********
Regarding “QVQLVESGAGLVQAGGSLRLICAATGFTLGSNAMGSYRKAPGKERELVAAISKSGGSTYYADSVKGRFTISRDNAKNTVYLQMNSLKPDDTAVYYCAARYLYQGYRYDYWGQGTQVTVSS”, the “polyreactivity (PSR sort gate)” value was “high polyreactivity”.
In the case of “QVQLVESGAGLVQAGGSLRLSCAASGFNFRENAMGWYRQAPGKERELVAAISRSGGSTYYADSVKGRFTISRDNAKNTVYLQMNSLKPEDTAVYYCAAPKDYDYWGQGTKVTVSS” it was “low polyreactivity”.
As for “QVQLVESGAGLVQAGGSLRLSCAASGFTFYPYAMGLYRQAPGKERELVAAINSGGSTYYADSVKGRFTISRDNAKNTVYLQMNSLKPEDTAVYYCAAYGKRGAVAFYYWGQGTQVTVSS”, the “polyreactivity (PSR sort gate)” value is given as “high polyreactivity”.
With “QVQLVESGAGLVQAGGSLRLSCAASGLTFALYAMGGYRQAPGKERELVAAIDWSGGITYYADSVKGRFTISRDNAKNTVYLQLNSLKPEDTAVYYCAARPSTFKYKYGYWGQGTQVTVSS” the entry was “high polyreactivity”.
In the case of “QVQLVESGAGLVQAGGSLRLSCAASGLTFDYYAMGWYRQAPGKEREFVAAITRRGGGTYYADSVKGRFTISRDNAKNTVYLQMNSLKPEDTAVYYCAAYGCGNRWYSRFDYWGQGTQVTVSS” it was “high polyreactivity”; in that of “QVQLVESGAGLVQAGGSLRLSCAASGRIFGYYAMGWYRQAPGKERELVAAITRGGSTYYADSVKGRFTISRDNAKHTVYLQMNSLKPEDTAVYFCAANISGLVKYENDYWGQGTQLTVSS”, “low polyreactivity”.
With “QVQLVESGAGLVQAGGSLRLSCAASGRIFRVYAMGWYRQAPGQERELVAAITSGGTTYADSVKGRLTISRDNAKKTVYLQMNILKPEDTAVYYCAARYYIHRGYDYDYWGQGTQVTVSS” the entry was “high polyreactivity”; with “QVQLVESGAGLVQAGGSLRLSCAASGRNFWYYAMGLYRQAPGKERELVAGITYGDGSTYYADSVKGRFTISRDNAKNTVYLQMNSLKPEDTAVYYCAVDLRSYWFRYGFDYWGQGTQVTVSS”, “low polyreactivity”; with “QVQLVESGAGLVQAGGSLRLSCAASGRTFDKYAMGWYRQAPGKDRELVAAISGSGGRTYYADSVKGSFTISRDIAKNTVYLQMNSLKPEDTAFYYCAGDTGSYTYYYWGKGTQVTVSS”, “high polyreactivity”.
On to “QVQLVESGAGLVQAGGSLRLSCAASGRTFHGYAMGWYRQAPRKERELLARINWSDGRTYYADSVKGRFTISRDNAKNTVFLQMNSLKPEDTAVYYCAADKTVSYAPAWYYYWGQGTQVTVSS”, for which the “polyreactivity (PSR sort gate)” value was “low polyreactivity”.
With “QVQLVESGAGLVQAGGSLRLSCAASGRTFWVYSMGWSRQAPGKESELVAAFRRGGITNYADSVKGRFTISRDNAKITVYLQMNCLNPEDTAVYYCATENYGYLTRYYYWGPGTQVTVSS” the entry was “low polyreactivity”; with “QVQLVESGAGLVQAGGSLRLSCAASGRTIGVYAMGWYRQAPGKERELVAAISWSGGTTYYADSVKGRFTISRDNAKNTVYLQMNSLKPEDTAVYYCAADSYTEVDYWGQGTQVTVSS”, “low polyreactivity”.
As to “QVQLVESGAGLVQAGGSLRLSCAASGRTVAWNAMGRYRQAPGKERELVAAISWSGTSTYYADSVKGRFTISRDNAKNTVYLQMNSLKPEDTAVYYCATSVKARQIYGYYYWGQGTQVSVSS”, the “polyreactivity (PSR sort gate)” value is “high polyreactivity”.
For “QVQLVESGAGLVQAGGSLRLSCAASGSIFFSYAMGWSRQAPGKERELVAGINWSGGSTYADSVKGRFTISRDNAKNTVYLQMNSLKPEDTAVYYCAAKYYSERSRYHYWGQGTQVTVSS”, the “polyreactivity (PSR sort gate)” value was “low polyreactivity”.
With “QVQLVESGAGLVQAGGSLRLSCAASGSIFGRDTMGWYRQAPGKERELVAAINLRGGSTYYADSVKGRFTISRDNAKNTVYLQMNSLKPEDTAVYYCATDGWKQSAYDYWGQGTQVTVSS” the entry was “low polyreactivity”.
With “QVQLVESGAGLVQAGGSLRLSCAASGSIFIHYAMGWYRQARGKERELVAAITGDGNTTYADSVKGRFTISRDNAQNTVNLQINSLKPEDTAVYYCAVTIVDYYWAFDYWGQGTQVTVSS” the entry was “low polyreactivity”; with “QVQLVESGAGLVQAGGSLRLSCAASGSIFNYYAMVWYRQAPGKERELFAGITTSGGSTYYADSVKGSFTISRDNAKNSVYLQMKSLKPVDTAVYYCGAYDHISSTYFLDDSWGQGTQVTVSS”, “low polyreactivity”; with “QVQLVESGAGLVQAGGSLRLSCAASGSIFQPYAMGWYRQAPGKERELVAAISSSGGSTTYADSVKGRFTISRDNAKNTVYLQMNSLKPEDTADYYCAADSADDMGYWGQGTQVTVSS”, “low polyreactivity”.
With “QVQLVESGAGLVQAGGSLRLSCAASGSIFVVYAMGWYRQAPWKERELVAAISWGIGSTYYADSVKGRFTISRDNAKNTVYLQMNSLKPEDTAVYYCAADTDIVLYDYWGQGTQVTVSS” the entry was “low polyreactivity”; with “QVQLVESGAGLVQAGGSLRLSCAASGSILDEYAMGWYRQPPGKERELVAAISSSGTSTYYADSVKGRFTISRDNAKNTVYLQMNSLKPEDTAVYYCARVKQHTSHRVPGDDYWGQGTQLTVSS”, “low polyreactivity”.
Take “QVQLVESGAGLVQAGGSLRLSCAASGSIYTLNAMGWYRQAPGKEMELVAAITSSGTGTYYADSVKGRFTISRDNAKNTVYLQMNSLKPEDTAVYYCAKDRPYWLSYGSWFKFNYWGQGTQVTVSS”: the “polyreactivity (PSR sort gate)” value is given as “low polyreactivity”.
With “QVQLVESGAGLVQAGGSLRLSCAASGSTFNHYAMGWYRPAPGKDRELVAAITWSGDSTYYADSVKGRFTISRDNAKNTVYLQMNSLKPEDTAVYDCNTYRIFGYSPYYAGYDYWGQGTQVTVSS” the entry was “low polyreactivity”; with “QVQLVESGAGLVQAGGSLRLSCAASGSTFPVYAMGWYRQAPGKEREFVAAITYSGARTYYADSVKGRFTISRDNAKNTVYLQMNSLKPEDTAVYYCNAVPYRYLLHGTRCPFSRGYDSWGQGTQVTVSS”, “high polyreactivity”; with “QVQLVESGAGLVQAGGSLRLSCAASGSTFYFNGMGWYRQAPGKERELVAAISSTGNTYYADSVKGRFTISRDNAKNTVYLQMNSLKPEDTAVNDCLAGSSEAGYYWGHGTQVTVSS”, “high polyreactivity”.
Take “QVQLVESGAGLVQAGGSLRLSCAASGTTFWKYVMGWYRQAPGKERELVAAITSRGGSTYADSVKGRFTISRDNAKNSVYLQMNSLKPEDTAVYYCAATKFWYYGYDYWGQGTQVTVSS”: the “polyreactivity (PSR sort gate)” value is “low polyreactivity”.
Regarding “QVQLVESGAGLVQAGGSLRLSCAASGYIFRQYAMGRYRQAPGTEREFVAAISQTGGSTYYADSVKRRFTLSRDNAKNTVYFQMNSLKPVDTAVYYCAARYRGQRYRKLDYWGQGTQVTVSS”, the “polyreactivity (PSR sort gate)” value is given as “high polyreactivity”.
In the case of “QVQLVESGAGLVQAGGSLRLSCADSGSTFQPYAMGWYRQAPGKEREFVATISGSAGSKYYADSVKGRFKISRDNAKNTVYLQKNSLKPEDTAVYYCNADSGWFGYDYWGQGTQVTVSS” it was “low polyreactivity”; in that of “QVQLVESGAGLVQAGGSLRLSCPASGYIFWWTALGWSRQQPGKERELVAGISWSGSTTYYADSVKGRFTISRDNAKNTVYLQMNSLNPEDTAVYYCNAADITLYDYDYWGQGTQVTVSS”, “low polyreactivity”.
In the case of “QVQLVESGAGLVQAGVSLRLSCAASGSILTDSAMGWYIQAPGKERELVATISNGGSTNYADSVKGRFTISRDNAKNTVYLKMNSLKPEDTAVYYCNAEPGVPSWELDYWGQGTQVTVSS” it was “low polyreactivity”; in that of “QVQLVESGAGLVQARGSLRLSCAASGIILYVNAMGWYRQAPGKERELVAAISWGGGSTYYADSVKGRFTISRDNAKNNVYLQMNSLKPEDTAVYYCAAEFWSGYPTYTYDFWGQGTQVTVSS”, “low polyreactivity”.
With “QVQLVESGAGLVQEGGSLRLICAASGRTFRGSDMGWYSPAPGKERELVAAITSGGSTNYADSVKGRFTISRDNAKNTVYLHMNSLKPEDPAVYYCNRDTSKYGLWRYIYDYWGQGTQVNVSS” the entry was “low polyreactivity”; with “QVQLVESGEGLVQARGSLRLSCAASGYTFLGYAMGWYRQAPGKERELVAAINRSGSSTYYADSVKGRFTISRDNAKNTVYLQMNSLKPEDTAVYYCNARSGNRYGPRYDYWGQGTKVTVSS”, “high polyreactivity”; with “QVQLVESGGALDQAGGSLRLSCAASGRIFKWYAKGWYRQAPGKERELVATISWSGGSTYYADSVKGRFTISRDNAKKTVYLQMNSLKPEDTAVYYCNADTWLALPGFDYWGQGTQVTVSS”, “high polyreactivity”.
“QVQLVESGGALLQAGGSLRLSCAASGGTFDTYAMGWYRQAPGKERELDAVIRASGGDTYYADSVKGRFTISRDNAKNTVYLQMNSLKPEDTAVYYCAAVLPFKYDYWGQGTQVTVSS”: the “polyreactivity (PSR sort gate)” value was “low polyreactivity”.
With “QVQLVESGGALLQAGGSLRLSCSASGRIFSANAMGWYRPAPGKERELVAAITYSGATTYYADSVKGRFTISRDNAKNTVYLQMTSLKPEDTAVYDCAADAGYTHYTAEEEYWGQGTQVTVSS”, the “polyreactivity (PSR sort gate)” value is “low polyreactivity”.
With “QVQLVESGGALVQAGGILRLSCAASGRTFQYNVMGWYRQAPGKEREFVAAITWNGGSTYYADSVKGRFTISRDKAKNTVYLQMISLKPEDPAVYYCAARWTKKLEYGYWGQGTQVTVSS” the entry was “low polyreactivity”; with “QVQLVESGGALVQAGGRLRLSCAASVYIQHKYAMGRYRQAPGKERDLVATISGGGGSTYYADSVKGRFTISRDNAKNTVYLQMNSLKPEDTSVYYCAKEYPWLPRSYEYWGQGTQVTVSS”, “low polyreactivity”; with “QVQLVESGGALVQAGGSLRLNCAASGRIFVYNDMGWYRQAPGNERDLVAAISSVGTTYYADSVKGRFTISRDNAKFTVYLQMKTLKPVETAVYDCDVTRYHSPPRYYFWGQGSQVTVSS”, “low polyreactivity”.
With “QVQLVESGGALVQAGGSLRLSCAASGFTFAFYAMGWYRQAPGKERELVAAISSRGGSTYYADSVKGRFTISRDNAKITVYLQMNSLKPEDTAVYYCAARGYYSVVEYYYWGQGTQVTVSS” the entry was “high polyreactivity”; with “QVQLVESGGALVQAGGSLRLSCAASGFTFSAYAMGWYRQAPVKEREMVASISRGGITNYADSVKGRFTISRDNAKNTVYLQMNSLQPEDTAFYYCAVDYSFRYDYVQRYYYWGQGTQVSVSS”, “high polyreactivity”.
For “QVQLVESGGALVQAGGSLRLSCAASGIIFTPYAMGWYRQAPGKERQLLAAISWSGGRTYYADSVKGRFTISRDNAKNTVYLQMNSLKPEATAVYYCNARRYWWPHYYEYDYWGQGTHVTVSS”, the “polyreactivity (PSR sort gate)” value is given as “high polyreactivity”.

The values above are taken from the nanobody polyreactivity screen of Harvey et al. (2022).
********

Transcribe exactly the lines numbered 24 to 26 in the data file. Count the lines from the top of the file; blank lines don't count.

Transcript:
With “QVQLVESGGALVQAGGSLRLSCAASGFTFAFYAMGWYRQAPGKERELVAAISSRGGSTYYADSVKGRFTISRDNAKITVYLQMNSLKPEDTAVYYCAARGYYSVVEYYYWGQGTQVTVSS” the entry was “high polyreactivity”; with “QVQLVESGGALVQAGGSLRLSCAASGFTFSAYAMGWYRQAPVKEREMVASISRGGITNYADSVKGRFTISRDNAKNTVYLQMNSLQPEDTAFYYCAVDYSFRYDYVQRYYYWGQGTQVSVSS”, “high polyreactivity”.
For “QVQLVESGGALVQAGGSLRLSCAASGIIFTPYAMGWYRQAPGKERQLLAAISWSGGRTYYADSVKGRFTISRDNAKNTVYLQMNSLKPEATAVYYCNARRYWWPHYYEYDYWGQGTHVTVSS”, the “polyreactivity (PSR sort gate)” value is given as “high polyreactivity”.

The values above are taken from the nanobody polyreactivity screen of Harvey et al. (2022).